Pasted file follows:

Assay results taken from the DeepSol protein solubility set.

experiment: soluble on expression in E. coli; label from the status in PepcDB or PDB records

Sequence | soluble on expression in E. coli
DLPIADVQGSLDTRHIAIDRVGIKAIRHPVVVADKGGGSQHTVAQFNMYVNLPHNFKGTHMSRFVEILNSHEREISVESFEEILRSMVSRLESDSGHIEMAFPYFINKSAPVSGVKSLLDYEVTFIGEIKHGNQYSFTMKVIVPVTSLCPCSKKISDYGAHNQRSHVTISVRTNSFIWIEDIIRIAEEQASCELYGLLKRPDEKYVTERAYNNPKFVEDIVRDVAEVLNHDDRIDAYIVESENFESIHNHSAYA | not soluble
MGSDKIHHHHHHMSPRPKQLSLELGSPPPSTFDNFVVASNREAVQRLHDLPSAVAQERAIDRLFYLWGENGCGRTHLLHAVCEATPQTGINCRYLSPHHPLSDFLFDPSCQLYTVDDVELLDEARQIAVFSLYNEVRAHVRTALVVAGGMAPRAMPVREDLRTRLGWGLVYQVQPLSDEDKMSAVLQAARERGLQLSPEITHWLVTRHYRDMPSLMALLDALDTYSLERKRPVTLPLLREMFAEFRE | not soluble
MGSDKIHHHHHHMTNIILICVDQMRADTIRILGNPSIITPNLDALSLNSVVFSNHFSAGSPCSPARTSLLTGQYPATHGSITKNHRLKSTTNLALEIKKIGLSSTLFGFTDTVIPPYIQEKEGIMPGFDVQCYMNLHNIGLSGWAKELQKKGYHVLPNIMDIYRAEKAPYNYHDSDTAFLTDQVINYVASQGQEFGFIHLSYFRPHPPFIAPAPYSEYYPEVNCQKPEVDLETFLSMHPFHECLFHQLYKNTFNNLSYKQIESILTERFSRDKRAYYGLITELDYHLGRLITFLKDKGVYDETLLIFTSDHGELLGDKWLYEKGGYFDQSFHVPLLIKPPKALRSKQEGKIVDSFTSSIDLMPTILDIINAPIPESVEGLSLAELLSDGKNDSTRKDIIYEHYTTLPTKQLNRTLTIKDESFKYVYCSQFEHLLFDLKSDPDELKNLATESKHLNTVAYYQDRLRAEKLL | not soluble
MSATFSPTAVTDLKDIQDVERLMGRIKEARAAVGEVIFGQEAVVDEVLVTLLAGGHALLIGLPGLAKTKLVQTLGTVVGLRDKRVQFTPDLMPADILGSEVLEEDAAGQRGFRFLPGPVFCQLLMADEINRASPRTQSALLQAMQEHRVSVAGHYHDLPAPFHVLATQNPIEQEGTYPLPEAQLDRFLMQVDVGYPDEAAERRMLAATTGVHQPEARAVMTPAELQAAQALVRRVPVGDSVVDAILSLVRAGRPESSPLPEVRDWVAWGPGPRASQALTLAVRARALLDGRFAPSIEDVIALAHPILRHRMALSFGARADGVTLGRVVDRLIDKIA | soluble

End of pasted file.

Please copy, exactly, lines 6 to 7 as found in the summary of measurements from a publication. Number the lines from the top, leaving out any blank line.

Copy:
MGSDKIHHHHHHMTNIILICVDQMRADTIRILGNPSIITPNLDALSLNSVVFSNHFSAGSPCSPARTSLLTGQYPATHGSITKNHRLKSTTNLALEIKKIGLSSTLFGFTDTVIPPYIQEKEGIMPGFDVQCYMNLHNIGLSGWAKELQKKGYHVLPNIMDIYRAEKAPYNYHDSDTAFLTDQVINYVASQGQEFGFIHLSYFRPHPPFIAPAPYSEYYPEVNCQKPEVDLETFLSMHPFHECLFHQLYKNTFNNLSYKQIESILTERFSRDKRAYYGLITELDYHLGRLITFLKDKGVYDETLLIFTSDHGELLGDKWLYEKGGYFDQSFHVPLLIKPPKALRSKQEGKIVDSFTSSIDLMPTILDIINAPIPESVEGLSLAELLSDGKNDSTRKDIIYEHYTTLPTKQLNRTLTIKDESFKYVYCSQFEHLLFDLKSDPDELKNLATESKHLNTVAYYQDRLRAEKLL | not soluble
MSATFSPTAVTDLKDIQDVERLMGRIKEARAAVGEVIFGQEAVVDEVLVTLLAGGHALLIGLPGLAKTKLVQTLGTVVGLRDKRVQFTPDLMPADILGSEVLEEDAAGQRGFRFLPGPVFCQLLMADEINRASPRTQSALLQAMQEHRVSVAGHYHDLPAPFHVLATQNPIEQEGTYPLPEAQLDRFLMQVDVGYPDEAAERRMLAATTGVHQPEARAVMTPAELQAAQALVRRVPVGDSVVDAILSLVRAGRPESSPLPEVRDWVAWGPGPRASQALTLAVRARALLDGRFAPSIEDVIALAHPILRHRMALSFGARADGVTLGRVVDRLIDKIA | soluble